The Nagasawa family trip to France: May 1 - 15, 2011
Castle #1: Chateau de Beynac
This castle was built in the 12th century by one of the barons of Beynac. It was strategic because it overlooked the north bank of the Dordogne River and the whole valley below.
The Dordogne River (below) was once the boundary between England and France. During the Hundred Years War, the French occuped the Chateau de Beynac (from where we're standing) while the English occuped the Chateau de Castelnard (pictured in the upper left just past the hill). I'm not sure what the smaller chateau on the right is. Apparently the castles fell more often through trickery and intrigue rather than direct assault. They were too well defended and it was far too costly to attack directly.
Here we are starting near the top of the chateau and walking downward towards the town that now sits of the Dordogne River.
Hello? Anybody home?
This part of the castle wall has fallen down and was being repaired. I was impressed by the thickness of the wall.
The road wasn't very smooth.
Small residences lined the road. This is someone's front yard.
Walking, walking downward.
A contrast between old and new. Notice that the car can drive through these narrow streets.
The view from someone's yard, overlooking the Dordogne River.
This is someone's garage. They cut away into the rock a bit more and then built a roof over it.
I was interested in doors and what they communicated.
When we got down to the level of the river, we started to see people kayaking along.
This nice couple gave us directions. They had lots of wild roses growing around their doors and windows.
This is another look at that elderly couple and their home.
A few paces backward so you can see the couple and their rose-covered home, and the Chateau de Beynac on top of the cliff.
We stopped in a boulangerie (bakery) to eat breakfast: croissants, chocolate croissants, and an apple-filled pastry.
Another good example of the blending of old and new: a hair salon in the old stone building.
When we walked back up the streets to the Chateau level where we parked, the kids got a bit tired.
Castle #2: Chateau de Castelnaud
Then we drove down into the valley and along the river to see the Chateau de Castelnard, the large castle on the other side of the valley which was occupied by the English in the Hundred Years War. I love this picture because you can see a farmer driving his tractor in his fields below.
Another view of Castelnard.
We drove up to the castle from the back and started our tour. Here's Ming reading some of the history.
Looking back towards the Chateau de Beynac across the valley of the Dordogne River.
The Chateau de Baynac, the rival castle of Castelnaud during the Hundred Years' War, from the vantage point of the walls of Castelnaud.
Looking at models of seige warfare machinery made us think of the battle scenes in The Two Towers and The Return of the King where the orcs had machines like these:
A knight's armor. If you look carefully, you can see Zoe's head in the shadows. I tried putting her on my shoulders and holding her up to be the knight. She was a bit too small yet.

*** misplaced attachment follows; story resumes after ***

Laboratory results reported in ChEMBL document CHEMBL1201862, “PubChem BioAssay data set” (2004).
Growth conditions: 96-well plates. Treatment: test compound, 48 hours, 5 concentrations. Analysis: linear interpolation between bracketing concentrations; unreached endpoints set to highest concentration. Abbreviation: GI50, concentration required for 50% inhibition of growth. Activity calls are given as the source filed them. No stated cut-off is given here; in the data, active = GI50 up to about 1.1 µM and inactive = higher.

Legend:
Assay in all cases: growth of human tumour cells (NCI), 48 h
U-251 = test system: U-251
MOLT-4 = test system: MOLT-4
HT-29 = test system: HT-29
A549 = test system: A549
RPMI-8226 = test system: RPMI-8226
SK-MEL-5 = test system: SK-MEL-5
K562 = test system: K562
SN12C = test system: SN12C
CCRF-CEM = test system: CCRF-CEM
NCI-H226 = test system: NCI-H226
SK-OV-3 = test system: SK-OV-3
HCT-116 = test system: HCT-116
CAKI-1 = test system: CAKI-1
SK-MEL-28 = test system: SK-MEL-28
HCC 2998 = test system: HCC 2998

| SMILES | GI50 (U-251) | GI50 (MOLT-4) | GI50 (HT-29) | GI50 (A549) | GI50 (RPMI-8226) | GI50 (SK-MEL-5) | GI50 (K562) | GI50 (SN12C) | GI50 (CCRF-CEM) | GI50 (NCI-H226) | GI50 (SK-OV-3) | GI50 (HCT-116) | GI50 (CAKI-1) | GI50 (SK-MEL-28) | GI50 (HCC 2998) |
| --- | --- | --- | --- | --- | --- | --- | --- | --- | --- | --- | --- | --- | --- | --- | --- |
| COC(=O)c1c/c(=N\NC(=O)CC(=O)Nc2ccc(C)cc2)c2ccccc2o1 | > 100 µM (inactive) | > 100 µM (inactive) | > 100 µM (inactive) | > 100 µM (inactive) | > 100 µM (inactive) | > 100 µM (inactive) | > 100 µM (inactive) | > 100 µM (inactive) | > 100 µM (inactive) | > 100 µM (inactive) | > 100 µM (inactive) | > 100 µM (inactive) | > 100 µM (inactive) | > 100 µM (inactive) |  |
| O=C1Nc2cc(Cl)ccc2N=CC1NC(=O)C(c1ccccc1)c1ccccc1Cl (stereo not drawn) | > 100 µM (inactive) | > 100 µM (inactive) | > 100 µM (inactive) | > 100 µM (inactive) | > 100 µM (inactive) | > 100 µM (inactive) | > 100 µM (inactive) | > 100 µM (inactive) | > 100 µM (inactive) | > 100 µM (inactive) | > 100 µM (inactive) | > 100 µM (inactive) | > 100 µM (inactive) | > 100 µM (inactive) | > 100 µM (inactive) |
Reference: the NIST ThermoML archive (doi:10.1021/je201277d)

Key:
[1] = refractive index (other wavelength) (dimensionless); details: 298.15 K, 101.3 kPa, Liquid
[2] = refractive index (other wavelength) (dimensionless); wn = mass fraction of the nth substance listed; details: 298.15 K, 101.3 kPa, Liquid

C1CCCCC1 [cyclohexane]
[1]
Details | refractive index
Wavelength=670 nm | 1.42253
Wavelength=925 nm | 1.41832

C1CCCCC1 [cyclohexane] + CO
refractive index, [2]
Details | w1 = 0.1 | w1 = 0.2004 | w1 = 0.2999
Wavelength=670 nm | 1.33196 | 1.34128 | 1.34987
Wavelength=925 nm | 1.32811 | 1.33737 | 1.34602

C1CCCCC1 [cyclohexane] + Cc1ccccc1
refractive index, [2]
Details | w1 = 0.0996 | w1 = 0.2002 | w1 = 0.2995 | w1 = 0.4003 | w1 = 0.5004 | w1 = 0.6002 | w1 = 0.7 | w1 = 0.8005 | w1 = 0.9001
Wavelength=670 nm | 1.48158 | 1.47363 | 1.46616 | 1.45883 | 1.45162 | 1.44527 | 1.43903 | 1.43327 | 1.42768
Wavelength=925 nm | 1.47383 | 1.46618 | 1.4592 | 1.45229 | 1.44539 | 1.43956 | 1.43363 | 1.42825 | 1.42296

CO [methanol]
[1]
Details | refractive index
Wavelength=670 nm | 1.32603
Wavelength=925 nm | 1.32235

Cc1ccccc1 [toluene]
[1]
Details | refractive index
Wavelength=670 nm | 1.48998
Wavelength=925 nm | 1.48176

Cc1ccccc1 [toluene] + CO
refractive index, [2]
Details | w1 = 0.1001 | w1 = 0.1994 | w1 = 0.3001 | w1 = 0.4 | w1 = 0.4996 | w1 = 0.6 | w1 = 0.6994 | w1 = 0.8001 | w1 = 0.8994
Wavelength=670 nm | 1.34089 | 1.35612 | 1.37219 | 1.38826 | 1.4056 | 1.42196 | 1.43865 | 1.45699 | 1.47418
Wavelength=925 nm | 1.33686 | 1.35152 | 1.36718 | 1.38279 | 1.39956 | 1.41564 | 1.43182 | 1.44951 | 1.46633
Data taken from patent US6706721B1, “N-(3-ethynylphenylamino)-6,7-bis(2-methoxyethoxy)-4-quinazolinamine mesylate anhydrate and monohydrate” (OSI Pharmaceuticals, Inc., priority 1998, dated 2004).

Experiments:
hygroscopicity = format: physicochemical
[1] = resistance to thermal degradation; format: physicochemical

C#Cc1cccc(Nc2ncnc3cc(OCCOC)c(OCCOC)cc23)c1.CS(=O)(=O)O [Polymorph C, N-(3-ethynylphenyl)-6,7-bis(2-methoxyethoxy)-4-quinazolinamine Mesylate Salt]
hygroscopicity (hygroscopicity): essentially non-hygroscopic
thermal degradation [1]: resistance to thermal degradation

John and Zoe copying the stance in which the armor was placed.
This was the well in the castle courtyard. I wonder how deep they had to dig? Seems hard to build a castle somewhere on a high hill and then expect to strike water by digging...
This was the kitchen. Notice that they ate pheasant, rabbit, and cornish hens.
Their china cabinet and cupboard.
John and Zoe climbed the stairs to get to the catapults on the right.
A bit of fun...
John climbing the rocks near the base of the castle, a good shot for perspective.
Driving out from the castle area, we noticed a museum of walnuts. It seemed to be a grove of walnut trees, really.
Walnuts are really big in this region. The Dordogne region is actually quite famous for them. We had yummy sweet walnut bread later.
This was an open air market that was nearby.
Cheeses and walnut bread.
This was a restaurant right between the mountain and the river, called Hotel Belle Etoile. This is where we had lunch.
A nice mushroom soup.
These were the appetizers: white asparagus surrounding a creamy center with greens on top; fried jumbo shrimp with onions, and a truffle soup. The Dordogne region is also famous for truffles.
Salmon with onion with cooked fennel.
Chicken cooked with mushrooms under the skin for flavor, and risotto.
Duck with long macaroni.
A chocolate mousse cake
A chocolate fudge cake topped with raspberries.
Strawberry sorbet topped with fresh blueberries, strawberries, and red gooseberries.
A pistachio flavored dessert with caramelized crunchy topping. This was amazing.
Cave #3: Pech Merle
After lunch, we drove to another cave called Pech Merle. We didn't have the time to go in, much to our disappointment. This is an example of a ancient rock carving of a woman.
We learned about just how many caves had been discovered with ancient cave paintings. Quite a few!
Pech Merle had what is believed to be an older style of painting. More simple lines.
Dappled horses. Notice the hand prints!
Arriving at Richard and Mari's place!
We loved seeing Lucas again. He's quite good at posing for pictures!
Uncle Richard and niece Gabrielle. Gabby turns 1 in June.
Auntie Mari had a delicious Moroccan lamb dish cooking for us. We ate dinner in proper French style, with appetizers, then main dishes, then salad and cheeses. When we finished eating, it must have been 10pm!